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2020-09-17 14:22:25
HAYDEN, Lewis and William Nell
[Broadside]: Declaration of Sentiments of the Colored Citizens of Boston, on the Fugitive Slave Bill!!!
Printed [by George C. Jenks] at no. 86 Hanover Street, 1850. Near Fine. Unbound. Broadside. Measuring 16" x 23". Includes an "Address to the Clergy of Massachusetts." Some modest offsetting and toning, narrow chip at one fold, slightly affecting four words in two lines at the margin, else a nice, crisp and near fine copy. According to the text "... the Friends of Freedom rallied at Belknap Street Church, on Friday evening, October 5th, 1850, a vast concourse, including fugitives and their friends were in attendance... ." It is signed in type by both Hayden and Nell. William C. Nell was a noted black author and abolitionist, and a fierce opponent of the Fugitive Slave Law. He wrote for *The Liberator* and later published *The North Star*, and created the Committee of Vigilance in Boston, whose members swore to aid escaped slaves against enforcement of the Fugitive Slave Bill. He was the first black man to hold a job in the Civil Service of the U.S., and wrote several important works of African-American history. Lewis Hayden was an escaped slave from Kentucky who became a lecturer, politician, and abolitionist who worked for the American Anti-Slavery Society and maintained a stop on the Underground Railroad. According to the *American National Biography*: "After the passage of the Fugitive Slave Act of 1850, Hayden worked tirelessly to fight its enforcement... As a member of the executive board of the Boston Vigilance Committee, which was created to aid and protect fugitive slaves in the city, he often functioned as a liaison between white and black activists, including membe … [Klicken Sie unten für eine ausführliche Beschreibung]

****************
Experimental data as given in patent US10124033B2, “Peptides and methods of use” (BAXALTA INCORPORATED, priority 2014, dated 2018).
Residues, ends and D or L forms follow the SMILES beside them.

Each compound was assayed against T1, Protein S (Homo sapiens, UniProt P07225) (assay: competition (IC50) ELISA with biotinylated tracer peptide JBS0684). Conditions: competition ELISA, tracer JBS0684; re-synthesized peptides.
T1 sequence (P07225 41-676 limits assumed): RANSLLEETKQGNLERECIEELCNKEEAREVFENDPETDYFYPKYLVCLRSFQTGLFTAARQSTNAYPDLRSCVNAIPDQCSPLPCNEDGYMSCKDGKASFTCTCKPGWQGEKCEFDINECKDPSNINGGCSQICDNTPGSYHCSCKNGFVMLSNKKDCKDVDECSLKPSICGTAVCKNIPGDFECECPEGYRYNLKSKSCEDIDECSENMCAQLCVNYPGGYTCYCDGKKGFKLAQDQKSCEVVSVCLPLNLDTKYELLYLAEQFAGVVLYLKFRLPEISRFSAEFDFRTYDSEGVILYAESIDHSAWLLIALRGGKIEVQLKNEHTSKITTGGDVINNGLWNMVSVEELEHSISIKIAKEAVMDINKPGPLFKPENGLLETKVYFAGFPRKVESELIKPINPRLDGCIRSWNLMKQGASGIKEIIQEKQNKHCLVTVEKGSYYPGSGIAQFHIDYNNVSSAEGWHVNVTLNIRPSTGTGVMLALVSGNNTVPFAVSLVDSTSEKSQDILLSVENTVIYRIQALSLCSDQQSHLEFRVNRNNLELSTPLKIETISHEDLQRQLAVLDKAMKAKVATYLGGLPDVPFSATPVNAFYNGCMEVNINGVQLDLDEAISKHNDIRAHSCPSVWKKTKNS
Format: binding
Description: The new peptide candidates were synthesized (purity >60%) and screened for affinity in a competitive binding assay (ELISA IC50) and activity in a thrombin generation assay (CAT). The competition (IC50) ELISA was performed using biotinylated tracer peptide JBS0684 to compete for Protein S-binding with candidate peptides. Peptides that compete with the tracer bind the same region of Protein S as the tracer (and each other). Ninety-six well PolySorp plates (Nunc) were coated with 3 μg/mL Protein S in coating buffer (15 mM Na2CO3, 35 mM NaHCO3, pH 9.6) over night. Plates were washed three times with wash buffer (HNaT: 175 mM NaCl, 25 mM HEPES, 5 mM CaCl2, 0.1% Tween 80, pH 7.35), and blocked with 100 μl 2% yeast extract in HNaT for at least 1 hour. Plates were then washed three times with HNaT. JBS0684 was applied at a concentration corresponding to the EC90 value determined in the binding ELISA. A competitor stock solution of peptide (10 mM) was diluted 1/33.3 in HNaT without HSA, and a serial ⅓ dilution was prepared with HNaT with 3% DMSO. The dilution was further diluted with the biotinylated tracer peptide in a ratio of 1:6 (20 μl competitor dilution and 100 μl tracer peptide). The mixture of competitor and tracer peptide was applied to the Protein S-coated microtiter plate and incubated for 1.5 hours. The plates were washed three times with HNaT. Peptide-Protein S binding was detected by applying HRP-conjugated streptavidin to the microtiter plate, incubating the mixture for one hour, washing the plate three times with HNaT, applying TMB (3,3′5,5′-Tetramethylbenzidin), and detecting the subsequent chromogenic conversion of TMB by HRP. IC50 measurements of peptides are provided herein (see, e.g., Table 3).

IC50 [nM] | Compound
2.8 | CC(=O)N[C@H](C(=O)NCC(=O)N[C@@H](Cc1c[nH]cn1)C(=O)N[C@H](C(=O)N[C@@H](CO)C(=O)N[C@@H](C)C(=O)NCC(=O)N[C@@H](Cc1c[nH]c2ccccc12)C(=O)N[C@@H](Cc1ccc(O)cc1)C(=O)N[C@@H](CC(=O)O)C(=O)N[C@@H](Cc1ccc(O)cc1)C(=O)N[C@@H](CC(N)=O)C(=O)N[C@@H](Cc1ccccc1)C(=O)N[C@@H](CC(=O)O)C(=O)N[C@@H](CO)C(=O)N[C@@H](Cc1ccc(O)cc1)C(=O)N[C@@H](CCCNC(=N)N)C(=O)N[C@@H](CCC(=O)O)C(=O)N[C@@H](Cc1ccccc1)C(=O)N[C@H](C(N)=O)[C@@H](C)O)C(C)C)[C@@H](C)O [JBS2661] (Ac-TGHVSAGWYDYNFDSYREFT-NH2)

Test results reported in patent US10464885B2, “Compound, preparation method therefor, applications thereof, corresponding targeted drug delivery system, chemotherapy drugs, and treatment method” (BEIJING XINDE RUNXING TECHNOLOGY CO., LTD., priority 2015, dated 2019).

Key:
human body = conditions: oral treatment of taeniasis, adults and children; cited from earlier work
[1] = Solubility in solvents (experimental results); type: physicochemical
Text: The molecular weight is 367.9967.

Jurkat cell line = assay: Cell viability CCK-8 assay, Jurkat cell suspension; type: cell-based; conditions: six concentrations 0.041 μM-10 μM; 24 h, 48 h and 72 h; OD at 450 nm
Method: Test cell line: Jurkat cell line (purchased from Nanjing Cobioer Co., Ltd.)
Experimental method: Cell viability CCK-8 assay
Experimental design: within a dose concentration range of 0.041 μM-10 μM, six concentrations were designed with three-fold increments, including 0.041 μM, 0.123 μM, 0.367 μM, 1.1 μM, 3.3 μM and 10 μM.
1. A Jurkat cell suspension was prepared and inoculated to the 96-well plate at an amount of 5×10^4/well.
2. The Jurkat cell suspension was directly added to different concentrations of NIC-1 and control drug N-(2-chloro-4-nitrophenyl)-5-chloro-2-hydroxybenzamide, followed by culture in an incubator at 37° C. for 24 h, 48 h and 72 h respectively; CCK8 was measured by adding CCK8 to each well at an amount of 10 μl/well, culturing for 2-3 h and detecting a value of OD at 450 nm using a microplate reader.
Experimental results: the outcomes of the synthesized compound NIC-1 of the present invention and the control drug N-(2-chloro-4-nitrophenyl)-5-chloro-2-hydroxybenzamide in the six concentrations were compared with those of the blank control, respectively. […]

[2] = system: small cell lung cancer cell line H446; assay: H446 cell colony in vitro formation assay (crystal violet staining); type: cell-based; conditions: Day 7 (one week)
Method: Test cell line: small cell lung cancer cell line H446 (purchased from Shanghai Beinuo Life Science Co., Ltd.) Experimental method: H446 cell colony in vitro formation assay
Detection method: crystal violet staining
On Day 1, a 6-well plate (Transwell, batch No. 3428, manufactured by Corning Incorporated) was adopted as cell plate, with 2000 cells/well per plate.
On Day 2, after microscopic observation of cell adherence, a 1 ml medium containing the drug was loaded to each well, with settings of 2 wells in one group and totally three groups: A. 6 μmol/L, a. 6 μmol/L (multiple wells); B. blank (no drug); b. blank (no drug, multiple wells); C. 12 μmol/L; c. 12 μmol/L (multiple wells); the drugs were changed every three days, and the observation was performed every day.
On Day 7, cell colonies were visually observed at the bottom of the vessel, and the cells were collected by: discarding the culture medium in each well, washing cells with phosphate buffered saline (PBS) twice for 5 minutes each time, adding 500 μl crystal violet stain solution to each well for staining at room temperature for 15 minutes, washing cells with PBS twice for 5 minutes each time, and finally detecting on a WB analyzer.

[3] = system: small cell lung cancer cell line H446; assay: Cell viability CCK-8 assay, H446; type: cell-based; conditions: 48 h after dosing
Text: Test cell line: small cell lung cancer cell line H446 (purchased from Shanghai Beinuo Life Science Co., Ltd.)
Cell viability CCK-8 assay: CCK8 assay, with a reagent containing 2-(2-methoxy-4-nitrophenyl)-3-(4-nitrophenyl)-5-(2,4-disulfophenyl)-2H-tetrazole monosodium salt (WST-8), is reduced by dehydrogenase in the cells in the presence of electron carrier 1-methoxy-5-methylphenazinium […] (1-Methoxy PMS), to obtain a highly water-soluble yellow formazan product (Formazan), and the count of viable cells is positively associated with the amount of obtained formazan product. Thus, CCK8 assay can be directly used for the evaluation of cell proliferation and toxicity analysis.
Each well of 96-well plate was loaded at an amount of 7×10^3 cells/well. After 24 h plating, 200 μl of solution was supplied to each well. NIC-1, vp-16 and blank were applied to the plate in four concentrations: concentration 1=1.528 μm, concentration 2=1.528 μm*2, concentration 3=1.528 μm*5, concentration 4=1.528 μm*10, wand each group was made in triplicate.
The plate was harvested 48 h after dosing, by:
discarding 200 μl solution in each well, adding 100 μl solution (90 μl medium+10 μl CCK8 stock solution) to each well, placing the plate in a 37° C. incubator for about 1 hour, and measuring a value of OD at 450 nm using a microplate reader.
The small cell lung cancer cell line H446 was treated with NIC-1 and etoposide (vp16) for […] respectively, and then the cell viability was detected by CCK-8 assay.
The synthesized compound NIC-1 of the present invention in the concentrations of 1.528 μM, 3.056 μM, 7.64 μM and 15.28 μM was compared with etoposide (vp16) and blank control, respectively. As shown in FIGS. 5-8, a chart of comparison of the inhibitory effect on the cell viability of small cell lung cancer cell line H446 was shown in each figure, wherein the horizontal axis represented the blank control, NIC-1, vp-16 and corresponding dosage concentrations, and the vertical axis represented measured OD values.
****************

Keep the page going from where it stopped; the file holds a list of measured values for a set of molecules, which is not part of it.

Verkäufer: Between the Covers (betweenthecoversrarebooks) [Gloucester City, New Jersey, United States]
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